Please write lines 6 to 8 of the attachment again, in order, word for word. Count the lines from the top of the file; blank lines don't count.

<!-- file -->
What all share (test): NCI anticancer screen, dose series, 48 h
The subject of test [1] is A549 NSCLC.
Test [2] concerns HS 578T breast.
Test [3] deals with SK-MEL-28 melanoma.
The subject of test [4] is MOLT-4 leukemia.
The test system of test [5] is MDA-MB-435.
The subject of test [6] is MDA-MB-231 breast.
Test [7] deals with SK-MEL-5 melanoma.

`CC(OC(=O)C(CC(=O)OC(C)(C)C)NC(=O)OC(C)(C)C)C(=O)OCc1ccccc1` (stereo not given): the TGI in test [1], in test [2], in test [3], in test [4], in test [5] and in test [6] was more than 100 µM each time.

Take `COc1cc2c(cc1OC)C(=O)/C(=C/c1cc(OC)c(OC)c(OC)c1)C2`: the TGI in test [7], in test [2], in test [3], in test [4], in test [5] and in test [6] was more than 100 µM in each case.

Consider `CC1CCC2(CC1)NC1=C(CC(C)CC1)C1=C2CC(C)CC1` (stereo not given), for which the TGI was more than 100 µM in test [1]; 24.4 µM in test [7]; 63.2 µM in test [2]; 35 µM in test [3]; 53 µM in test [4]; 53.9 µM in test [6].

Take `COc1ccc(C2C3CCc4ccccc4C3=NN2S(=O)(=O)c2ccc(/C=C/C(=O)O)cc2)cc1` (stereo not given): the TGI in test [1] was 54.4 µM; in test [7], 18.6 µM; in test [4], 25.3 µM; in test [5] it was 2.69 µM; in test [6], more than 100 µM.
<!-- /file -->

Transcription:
The test system of test [5] is MDA-MB-435.
The subject of test [6] is MDA-MB-231 breast.
Test [7] deals with SK-MEL-5 melanoma.